Calixtus I (or Callistus), Pope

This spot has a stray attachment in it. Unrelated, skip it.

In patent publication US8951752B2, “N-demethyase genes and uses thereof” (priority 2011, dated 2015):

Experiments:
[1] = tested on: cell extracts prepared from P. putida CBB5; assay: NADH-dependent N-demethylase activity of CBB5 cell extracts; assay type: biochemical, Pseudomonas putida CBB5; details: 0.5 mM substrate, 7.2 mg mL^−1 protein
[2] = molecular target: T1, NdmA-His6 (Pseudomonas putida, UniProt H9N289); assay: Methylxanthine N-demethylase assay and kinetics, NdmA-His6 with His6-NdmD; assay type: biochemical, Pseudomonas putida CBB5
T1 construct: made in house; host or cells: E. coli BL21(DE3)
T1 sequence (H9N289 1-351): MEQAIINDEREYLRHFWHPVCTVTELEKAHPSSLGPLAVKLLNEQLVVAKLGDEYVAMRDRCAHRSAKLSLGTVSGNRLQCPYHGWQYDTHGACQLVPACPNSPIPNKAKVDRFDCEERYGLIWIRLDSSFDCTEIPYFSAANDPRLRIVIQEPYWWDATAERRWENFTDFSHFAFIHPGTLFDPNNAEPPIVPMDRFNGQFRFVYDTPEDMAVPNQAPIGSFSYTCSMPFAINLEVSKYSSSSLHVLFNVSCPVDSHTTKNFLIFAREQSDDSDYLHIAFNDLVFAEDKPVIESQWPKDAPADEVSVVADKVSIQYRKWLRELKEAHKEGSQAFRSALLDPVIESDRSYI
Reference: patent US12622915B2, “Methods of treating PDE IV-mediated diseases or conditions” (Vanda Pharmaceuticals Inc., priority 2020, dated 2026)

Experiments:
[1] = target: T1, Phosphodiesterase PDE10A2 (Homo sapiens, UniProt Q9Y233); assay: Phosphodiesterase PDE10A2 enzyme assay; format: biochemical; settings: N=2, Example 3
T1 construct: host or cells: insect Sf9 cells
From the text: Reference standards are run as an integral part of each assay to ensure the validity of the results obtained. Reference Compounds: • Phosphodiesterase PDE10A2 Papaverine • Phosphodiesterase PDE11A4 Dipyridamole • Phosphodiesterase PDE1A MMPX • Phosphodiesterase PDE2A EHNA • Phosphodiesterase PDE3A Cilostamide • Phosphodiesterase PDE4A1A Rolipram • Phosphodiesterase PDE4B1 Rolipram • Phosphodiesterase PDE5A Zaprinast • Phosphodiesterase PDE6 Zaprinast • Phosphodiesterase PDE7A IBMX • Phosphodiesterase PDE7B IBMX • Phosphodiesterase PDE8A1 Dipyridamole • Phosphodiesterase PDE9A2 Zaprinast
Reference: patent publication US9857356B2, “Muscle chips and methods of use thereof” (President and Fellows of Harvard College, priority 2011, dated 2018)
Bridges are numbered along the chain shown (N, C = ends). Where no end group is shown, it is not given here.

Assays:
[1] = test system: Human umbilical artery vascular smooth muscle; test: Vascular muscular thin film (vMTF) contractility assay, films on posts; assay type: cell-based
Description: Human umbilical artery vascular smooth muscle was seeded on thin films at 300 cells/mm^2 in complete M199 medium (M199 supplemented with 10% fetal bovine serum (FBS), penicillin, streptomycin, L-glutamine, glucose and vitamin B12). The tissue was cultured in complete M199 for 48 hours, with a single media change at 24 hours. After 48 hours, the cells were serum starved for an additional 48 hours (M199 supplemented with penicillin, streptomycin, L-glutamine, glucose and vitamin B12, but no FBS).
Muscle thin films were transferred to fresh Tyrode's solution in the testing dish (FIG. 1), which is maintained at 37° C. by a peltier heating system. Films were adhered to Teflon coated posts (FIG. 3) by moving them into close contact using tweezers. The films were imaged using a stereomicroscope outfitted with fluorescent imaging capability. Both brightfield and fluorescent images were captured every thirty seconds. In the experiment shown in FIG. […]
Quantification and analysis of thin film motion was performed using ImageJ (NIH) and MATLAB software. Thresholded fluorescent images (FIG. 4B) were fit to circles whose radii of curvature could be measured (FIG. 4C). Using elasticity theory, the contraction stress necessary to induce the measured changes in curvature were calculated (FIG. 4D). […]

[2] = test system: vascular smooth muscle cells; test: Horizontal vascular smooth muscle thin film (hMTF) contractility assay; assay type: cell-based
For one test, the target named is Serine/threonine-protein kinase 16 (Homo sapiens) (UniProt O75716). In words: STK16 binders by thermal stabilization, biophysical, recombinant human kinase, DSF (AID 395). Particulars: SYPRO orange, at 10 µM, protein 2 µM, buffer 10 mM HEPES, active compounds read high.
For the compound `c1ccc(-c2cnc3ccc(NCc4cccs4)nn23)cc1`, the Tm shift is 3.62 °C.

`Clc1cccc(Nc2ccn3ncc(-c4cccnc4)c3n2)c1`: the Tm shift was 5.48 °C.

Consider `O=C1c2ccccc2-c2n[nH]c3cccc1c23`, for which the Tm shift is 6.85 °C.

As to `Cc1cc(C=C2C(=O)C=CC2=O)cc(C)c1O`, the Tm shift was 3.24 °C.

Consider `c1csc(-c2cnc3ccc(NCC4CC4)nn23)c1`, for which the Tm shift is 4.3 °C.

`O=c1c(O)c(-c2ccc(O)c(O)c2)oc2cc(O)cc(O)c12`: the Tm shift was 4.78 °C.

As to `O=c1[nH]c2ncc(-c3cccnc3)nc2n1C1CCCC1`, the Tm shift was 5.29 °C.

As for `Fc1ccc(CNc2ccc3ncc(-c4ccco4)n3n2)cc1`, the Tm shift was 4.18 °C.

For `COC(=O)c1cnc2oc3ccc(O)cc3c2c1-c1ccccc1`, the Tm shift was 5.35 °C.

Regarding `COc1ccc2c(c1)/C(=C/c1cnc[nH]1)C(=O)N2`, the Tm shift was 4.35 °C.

Calixtus I (Or Callistus), Pope the son of Dionysius, and a Roman, succeeded Zephyrinus in 217 or 220. According to the Acta Martyrum, he was put to death by being drowned in a well, after suffering a long imprisonment, Oct. 14, 222, or Oct. 12, 223, but the story is doubtful. He was succeeded by Urban 1. The new MS. of Hippolytus calls him a "heretic," a "servile and deceitful profligate, and an embezzler." In doctrine, according to Hippolytus, Calixtus was a Noetian, or worse; in practice, a violator both of the ecclesiastical and the moral law. And yet he is a saint of the Romish calendar! He is said to have built the basilica of St. Mary Trans Tiberim, and the cemetery on the Appian Way now called the catacomb of St. Sebastian (where 174,000 martyrs are said to lie buried). Ughellus, Italia Sacra, vol. i; Biog. Univ.; Meth. Qu. Rev. 1851, p. 649; Schaff, Hist. of Christian Church, 1:291, 447. SEE HIPPOLYTUS.